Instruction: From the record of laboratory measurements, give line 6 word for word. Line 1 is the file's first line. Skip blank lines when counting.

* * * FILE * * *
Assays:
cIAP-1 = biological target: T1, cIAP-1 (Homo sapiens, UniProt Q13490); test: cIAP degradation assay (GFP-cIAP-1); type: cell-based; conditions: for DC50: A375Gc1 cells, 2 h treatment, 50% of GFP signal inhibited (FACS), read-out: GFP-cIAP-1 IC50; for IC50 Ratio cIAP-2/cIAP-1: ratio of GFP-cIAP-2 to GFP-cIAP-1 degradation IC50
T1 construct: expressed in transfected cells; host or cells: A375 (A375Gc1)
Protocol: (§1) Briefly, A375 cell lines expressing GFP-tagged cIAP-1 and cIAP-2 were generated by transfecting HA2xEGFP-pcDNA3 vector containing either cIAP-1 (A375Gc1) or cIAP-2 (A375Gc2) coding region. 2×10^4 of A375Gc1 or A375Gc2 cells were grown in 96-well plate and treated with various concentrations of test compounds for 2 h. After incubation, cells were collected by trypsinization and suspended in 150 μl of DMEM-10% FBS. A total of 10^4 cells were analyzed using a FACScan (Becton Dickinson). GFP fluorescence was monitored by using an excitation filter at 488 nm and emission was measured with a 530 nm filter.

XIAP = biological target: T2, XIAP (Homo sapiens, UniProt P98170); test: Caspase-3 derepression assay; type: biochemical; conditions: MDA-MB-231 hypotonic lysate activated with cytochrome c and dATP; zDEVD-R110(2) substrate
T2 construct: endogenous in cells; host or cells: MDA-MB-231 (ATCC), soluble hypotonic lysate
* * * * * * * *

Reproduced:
T2 construct: endogenous in cells; host or cells: MDA-MB-231 (ATCC), soluble hypotonic lysate